Home / News / India /  SBICAP Ventures reduces rate of return on funding stalled projects to 12%

MUMBAI: In some relief for the real estate sector during the covid-19 pandemic, alternative asset manager SBICAP Ventures Ltd has decided to reduce its internal rate of return (IRR) on funding of stalled affordable housing projects by 300 basis points to 12%.

The Special Window for Affordable and Mid-Income Housing or SWAMIH Investment Fund I is being managed by SBICAP Ventures. “We have taken another step forward to support the real estate sector...Given the extraordinary circumstances, SWAMIH Investment Fund I shall now provide construction funding at a 12% IRR," wrote Irfan A Kazi, chief investment officer, SWAMIH Investment Fund I in a post on LinkedIn.

SBICAP Ventures is a wholly-owned subsidiary of SBI Capital Markets Ltd.

In November, the Union Cabinet had approved a special window fund to provide priority debt financing for completion of stalled housing projects that are in the affordable and middle-income housing sector. The government had said it would act as the sponsor and committed infusing up to 10,000 crore.

“This fund would in turn would provide relief to developers that require funding to complete a set of unfinished projects and consequently ensure delivery of homes to the home-buyers. Since the real estate industry is intrinsically linked with several other industries, growth in this sector will have a positive effect in releasing stress in other major sectors of the Indian economy as well," the finance ministry had said in a statement on 7 November. It had said as per industry estimates, 90% of the stalled projects are in the affordable and mid-income segment.

Demand and liquidity crunch had been haunting the real estate sector even before the nationwide lockdown began on 25 March. The pandemic has now aggravated the slump. Real estate sector lobby body Credai in a letter to Reserve Bank of India (RBI) governor Shaktikanta Das on 26 May had urged for transmission of reduced repo rate into lower rates for non-banking financial companies (NBFCs) and housing finance companies (HFCs).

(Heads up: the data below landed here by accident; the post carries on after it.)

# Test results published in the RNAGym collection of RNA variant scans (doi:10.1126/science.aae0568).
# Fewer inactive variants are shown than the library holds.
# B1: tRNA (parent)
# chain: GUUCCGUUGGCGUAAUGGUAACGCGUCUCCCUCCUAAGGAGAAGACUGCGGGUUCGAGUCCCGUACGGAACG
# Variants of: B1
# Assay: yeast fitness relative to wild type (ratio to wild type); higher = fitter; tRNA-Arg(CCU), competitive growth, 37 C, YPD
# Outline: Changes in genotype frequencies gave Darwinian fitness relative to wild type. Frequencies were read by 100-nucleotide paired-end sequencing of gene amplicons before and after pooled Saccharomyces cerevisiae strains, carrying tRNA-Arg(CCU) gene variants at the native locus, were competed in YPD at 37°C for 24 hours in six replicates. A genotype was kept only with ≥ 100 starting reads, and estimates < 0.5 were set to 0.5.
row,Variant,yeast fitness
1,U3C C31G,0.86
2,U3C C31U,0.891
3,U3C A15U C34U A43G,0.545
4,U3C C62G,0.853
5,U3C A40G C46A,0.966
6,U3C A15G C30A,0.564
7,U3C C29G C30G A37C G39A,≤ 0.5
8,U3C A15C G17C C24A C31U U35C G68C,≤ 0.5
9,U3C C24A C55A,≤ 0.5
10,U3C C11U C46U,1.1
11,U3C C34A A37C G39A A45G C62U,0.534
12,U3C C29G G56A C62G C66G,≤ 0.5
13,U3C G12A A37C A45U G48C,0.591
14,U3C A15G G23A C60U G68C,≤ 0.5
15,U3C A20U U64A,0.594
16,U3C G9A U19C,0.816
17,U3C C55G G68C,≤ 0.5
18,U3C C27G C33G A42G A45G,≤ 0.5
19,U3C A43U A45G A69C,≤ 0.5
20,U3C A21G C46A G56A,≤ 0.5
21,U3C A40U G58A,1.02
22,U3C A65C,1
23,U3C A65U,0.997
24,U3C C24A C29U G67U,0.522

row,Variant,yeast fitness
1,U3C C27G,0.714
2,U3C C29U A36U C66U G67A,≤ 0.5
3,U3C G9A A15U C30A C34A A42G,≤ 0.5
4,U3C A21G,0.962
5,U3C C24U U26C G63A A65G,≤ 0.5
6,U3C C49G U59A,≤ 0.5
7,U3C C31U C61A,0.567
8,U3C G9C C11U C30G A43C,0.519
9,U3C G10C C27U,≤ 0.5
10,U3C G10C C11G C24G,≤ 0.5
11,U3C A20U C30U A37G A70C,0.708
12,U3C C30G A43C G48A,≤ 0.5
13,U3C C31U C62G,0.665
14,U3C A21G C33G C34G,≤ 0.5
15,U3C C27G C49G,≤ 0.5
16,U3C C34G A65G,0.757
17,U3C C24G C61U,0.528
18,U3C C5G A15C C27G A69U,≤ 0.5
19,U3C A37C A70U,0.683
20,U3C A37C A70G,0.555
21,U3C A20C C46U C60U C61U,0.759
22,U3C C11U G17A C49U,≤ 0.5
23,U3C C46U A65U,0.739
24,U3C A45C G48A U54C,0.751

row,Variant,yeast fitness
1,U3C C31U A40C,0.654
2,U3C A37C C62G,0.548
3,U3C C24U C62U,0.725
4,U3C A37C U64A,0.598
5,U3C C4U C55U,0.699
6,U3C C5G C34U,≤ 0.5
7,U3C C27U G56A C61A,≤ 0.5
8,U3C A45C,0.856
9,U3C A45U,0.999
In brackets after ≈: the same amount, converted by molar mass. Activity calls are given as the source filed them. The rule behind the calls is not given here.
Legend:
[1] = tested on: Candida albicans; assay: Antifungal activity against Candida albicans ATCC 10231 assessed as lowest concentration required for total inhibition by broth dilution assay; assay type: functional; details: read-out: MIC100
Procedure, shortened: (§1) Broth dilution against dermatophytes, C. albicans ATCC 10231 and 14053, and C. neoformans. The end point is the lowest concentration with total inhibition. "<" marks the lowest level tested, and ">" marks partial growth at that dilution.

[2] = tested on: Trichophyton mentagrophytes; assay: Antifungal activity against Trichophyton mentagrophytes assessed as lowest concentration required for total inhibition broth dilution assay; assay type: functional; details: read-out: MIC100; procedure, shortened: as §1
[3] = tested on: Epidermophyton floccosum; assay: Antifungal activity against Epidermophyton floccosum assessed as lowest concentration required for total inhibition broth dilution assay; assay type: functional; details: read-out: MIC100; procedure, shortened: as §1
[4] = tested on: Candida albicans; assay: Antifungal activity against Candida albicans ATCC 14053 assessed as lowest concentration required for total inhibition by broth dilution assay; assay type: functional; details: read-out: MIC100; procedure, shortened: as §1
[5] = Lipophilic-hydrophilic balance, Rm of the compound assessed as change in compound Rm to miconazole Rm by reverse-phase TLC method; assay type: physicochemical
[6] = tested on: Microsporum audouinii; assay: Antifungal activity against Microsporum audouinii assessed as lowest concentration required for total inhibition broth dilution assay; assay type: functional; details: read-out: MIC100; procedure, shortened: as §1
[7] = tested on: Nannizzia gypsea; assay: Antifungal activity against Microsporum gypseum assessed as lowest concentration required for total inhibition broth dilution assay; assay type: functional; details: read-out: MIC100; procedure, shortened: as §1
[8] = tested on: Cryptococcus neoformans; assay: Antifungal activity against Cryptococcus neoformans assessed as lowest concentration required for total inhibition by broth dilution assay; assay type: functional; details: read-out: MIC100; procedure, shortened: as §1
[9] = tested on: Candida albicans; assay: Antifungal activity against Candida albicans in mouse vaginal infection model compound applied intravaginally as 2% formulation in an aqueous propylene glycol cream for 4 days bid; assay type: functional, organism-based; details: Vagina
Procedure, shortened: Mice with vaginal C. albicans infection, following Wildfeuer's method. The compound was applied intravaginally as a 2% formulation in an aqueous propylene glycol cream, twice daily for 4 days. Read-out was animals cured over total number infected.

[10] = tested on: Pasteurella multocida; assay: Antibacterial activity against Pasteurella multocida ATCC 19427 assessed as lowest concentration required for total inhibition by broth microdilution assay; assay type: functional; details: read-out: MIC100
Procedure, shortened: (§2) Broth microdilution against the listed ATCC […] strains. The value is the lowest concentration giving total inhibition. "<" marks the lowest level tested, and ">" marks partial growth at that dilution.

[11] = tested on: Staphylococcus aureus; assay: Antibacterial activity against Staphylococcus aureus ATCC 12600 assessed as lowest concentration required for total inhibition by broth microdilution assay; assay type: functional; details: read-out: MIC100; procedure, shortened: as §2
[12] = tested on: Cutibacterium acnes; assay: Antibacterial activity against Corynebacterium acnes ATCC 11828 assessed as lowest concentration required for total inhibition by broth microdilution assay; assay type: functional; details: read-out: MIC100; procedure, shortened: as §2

Shishir Baijal, chairman and managing director, Knight Frank India, in a statement on Sunday, said the IRR reduction is a positive move for the stressed real estate sector and will potentially allow more development companies to approach the fund.

Baijal believes the announcement has come at an opportune time when the lockdown is being eased out, an early deployment will allow developers to restart construction and complete their projects at the earliest possible time.


Shayan Ghosh

Shayan Ghosh is a national writer at Mint reporting on traditional banks and shadow banks. He has over a decade of experience in financial journalism. Based in Mint’s Mumbai bureau since 2018, he tracks interest rate movements and its impact on companies and the broader economy. His interests also include the distressed debt market, especially as India’s bankruptcy law attempts recoveries of billions worth of toxic assets.
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